How simplified versions of traditional instruments are helping European children learn music.
Australia is missing out on a musical revolution that has been building in several countries for the past fifteen years.
Traditionally, oboe and bassoon are introduced at High School. However, in Europe, smaller, simpler instruments have been transforming the landscape of double reed teaching and increasing musical and educational outcomes for many.
Following successful Festivals in 2007 and 2009 and the continuous inspiration of innovative manufacturer Guntram Wolf, the 2013 Symposium in Kronach, Germany ‘Big Harmony for Small People’ showcased successful pedagogical approaches from Norway, Germany, the UK and Switzerland. Around 100 young people aged between 6 and 10 performed in woodwind ensembles with a focus on group teaching. Bayreuth oboe teacher and Artistic Director Antje Lotz, explains: “At the time I met Guntram I only had a few oboe students aged around 15. The rest of my students were learning the recorder but I hoped that some of them would move onto the oboe later. My 5 oboe students became 30 and now more than half of them are aged under 10. I have no recorder students now but lots of young and happy oboe students… My work as an instrumental educationalist has been transformed, and my students and I are most grateful.”
“The main benefit to the tenoroon/mini bassoon is that people who want to play the bassoon can start younger,” says Catherine Millar, Head of Woodwind for Berkshire Maestros, UK: “This means we don’t lose players to the other instruments quite so readily. If an eight-year-old sees an instrument and then gets told he has to wait three years to start it, he is likely to go elsewhere.”
Catherine’s original 2004 group of bassoon students all achieved their Grade 8 Distinction, (finishing all graded exams and receiving top marks) by the ages of 13/14, with two moving on to do Diplomas. This at the same age as most Australian players are just starting to get to grips with the basics of bassoon or oboe while their peers have already forged ahead on other instruments.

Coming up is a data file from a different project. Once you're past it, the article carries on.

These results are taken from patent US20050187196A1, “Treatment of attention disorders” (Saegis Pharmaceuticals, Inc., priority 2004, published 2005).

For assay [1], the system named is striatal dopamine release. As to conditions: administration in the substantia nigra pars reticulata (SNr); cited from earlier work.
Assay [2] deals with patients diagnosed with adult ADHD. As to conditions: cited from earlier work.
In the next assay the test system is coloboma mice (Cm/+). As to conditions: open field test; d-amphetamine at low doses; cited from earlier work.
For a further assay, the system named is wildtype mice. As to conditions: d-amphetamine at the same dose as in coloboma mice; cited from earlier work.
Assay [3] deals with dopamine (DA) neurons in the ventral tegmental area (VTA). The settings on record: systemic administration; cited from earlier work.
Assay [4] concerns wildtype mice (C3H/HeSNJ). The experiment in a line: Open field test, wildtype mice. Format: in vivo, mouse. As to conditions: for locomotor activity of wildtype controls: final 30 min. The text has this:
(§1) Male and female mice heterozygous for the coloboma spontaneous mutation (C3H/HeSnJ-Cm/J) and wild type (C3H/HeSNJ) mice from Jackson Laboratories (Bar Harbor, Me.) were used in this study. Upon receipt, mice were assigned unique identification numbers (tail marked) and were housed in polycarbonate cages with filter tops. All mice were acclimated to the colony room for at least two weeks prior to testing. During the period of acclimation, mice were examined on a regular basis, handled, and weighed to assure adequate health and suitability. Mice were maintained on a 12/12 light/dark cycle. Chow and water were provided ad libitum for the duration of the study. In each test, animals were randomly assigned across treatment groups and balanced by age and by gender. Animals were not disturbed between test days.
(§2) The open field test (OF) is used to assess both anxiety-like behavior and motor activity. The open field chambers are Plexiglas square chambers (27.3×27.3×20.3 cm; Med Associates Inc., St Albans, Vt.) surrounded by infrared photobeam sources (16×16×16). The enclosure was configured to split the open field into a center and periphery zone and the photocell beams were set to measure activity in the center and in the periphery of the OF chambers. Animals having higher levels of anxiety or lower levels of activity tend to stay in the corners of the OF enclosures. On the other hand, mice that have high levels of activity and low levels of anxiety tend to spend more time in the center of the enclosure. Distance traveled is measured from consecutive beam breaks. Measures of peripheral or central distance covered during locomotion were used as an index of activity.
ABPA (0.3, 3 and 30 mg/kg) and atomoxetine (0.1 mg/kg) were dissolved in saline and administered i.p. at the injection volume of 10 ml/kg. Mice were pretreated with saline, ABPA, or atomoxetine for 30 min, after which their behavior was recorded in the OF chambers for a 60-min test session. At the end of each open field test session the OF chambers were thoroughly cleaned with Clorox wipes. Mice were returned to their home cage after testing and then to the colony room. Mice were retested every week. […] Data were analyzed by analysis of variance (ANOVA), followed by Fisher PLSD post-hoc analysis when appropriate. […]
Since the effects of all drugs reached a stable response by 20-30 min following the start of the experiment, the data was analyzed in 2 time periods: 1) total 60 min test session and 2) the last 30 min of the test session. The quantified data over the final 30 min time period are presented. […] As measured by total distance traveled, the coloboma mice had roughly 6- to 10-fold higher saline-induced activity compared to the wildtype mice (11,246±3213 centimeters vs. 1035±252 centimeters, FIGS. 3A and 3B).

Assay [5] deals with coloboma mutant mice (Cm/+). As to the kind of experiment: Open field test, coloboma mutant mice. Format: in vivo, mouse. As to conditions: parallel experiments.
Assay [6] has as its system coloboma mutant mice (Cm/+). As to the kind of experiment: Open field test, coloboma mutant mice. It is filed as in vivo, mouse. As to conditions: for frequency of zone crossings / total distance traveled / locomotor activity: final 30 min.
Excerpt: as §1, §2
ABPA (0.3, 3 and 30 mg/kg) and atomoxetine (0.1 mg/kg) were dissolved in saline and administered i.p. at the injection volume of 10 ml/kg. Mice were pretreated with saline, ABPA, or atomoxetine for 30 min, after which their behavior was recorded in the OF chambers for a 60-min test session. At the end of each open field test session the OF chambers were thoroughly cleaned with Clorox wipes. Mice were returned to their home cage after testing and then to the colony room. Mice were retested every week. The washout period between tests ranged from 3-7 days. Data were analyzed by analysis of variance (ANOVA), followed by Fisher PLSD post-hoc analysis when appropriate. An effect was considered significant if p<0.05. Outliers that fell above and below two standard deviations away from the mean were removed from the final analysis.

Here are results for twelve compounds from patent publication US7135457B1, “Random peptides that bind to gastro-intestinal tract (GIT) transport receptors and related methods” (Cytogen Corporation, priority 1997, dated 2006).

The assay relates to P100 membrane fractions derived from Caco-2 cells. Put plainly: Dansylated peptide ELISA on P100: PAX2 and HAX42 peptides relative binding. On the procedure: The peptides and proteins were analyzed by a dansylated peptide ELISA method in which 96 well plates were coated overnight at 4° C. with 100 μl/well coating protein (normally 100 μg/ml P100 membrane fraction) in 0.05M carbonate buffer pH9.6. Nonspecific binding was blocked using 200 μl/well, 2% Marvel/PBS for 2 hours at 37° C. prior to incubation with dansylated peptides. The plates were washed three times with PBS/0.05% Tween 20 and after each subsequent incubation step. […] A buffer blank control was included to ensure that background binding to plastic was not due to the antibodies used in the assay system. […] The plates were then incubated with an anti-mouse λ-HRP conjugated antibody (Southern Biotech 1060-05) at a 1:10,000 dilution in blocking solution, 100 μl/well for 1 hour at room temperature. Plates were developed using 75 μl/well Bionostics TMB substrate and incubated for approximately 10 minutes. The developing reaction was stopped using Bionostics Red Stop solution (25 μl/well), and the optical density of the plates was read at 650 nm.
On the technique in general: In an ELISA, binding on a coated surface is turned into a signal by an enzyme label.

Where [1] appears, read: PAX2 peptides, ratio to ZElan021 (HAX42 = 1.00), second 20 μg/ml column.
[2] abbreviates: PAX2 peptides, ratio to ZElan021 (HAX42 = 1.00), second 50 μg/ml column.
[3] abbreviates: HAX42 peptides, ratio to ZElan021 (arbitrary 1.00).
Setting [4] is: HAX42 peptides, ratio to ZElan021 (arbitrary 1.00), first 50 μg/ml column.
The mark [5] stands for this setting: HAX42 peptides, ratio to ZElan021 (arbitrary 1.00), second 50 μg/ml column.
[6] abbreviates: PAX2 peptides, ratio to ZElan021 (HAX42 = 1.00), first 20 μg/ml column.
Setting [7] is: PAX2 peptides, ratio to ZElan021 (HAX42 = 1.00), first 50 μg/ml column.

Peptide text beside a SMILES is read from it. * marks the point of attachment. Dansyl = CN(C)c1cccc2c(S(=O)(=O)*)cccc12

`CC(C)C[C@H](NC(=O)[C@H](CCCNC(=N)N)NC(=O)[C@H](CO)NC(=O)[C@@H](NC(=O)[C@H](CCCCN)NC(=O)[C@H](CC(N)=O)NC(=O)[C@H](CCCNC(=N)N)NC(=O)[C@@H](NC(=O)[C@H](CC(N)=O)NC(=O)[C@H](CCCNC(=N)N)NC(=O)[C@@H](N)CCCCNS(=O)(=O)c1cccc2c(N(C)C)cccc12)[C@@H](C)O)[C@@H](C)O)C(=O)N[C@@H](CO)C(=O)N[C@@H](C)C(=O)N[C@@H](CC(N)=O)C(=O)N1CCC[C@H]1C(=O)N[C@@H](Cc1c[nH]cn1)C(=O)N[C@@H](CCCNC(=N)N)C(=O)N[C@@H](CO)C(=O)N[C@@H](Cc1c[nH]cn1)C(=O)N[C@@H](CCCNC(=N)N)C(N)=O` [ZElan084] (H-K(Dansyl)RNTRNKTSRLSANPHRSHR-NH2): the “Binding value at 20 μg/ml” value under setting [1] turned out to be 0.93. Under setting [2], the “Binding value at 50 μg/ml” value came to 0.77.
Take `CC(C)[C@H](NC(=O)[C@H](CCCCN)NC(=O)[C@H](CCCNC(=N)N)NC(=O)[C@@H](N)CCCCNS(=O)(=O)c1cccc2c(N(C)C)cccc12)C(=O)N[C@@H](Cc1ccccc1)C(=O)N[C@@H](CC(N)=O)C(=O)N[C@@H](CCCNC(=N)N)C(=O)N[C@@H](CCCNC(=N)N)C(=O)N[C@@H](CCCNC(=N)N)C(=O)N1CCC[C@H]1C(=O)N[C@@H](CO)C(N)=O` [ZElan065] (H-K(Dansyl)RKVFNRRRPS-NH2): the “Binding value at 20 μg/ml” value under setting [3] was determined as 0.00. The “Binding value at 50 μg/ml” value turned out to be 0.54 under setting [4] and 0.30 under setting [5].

Dr. Adam Schwalje, professional bassoonist formerly based in Macau, investigated tenoroons in a study grant-funded by the University of Colorado, publishing this conclusion: “I used these instruments (tenoroons)…and found that the switch to full-sized bassoon is virtually painless! If these smaller instruments were introduced into the U.S. educational system, as I hope… bassoon students would be better, sooner…”
Making learning more sociable and affordable, using size-appropriate instruments has given many a vital head start, leading to increased confidence and success. Many exceptional musical outcomes are being achieved for those who are given the opportunity to learn at this more impressionable age, when enthusiasm is at its peak: “Market research by Cooke and Morris (1996)… found that English children aged 5 and 6 were the most enthusiastic for expressing a desire to learn (an instrument). Almost half of their sample of 5 and 6 year olds (48%) said that they were likely to start learning in the near future… By the age of 14 only 4% of the children that they were likely to start learning an instrument.” Playing an Instrument, Gary E McPherson and Jane W Davidson, The Child as Musician.